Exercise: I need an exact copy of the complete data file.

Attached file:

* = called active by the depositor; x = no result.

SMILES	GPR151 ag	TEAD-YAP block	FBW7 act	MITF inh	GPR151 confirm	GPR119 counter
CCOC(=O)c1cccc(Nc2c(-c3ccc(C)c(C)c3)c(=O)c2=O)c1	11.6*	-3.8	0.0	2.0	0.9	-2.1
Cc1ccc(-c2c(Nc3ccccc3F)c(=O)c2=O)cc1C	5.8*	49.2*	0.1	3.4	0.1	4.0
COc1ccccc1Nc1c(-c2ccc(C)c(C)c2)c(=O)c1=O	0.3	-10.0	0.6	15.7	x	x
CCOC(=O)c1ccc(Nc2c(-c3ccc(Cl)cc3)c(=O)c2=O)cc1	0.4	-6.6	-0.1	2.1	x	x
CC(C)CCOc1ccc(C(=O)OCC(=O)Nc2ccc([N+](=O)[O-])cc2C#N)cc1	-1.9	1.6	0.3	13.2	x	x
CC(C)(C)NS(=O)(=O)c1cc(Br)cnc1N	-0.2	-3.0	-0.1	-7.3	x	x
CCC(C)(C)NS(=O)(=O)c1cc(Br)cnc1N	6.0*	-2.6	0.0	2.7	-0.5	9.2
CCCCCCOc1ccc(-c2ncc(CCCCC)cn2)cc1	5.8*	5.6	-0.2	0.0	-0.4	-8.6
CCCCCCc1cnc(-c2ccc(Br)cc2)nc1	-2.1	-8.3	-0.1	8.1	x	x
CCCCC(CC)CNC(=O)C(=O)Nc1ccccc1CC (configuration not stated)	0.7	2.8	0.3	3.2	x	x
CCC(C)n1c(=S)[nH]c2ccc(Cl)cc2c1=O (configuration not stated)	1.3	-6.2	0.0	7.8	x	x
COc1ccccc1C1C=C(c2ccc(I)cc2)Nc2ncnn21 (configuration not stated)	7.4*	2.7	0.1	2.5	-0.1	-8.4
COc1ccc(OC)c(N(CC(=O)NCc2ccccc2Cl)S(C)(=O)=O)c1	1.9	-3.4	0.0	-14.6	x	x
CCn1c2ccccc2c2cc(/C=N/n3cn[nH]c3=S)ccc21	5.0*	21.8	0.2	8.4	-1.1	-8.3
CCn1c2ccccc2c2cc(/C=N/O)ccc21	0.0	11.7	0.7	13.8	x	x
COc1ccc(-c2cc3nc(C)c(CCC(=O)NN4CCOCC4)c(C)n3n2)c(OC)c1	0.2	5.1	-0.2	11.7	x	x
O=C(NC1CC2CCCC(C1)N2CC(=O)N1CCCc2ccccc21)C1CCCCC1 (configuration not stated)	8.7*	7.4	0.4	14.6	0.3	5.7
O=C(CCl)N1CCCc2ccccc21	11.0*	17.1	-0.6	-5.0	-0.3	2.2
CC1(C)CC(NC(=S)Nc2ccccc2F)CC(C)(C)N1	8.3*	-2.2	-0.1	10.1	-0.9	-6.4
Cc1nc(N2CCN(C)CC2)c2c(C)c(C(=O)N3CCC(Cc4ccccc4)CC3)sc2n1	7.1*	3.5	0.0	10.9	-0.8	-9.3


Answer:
* = called active by the depositor; x = no result.

SMILES	GPR151 ag	TEAD-YAP block	FBW7 act	MITF inh	GPR151 confirm	GPR119 counter
CCOC(=O)c1cccc(Nc2c(-c3ccc(C)c(C)c3)c(=O)c2=O)c1	11.6*	-3.8	0.0	2.0	0.9	-2.1
Cc1ccc(-c2c(Nc3ccccc3F)c(=O)c2=O)cc1C	5.8*	49.2*	0.1	3.4	0.1	4.0
COc1ccccc1Nc1c(-c2ccc(C)c(C)c2)c(=O)c1=O	0.3	-10.0	0.6	15.7	x	x
CCOC(=O)c1ccc(Nc2c(-c3ccc(Cl)cc3)c(=O)c2=O)cc1	0.4	-6.6	-0.1	2.1	x	x
CC(C)CCOc1ccc(C(=O)OCC(=O)Nc2ccc([N+](=O)[O-])cc2C#N)cc1	-1.9	1.6	0.3	13.2	x	x
CC(C)(C)NS(=O)(=O)c1cc(Br)cnc1N	-0.2	-3.0	-0.1	-7.3	x	x
CCC(C)(C)NS(=O)(=O)c1cc(Br)cnc1N	6.0*	-2.6	0.0	2.7	-0.5	9.2
CCCCCCOc1ccc(-c2ncc(CCCCC)cn2)cc1	5.8*	5.6	-0.2	0.0	-0.4	-8.6
CCCCCCc1cnc(-c2ccc(Br)cc2)nc1	-2.1	-8.3	-0.1	8.1	x	x
CCCCC(CC)CNC(=O)C(=O)Nc1ccccc1CC (configuration not stated)	0.7	2.8	0.3	3.2	x	x
CCC(C)n1c(=S)[nH]c2ccc(Cl)cc2c1=O (configuration not stated)	1.3	-6.2	0.0	7.8	x	x
COc1ccccc1C1C=C(c2ccc(I)cc2)Nc2ncnn21 (configuration not stated)	7.4*	2.7	0.1	2.5	-0.1	-8.4
COc1ccc(OC)c(N(CC(=O)NCc2ccccc2Cl)S(C)(=O)=O)c1	1.9	-3.4	0.0	-14.6	x	x
CCn1c2ccccc2c2cc(/C=N/n3cn[nH]c3=S)ccc21	5.0*	21.8	0.2	8.4	-1.1	-8.3
CCn1c2ccccc2c2cc(/C=N/O)ccc21	0.0	11.7	0.7	13.8	x	x
COc1ccc(-c2cc3nc(C)c(CCC(=O)NN4CCOCC4)c(C)n3n2)c(OC)c1	0.2	5.1	-0.2	11.7	x	x
O=C(NC1CC2CCCC(C1)N2CC(=O)N1CCCc2ccccc21)C1CCCCC1 (configuration not stated)	8.7*	7.4	0.4	14.6	0.3	5.7
O=C(CCl)N1CCCc2ccccc21	11.0*	17.1	-0.6	-5.0	-0.3	2.2
CC1(C)CC(NC(=S)Nc2ccccc2F)CC(C)(C)N1	8.3*	-2.2	-0.1	10.1	-0.9	-6.4
Cc1nc(N2CCN(C)CC2)c2c(C)c(C(=O)N3CCC(Cc4ccccc4)CC3)sc2n1	7.1*	3.5	0.0	10.9	-0.8	-9.3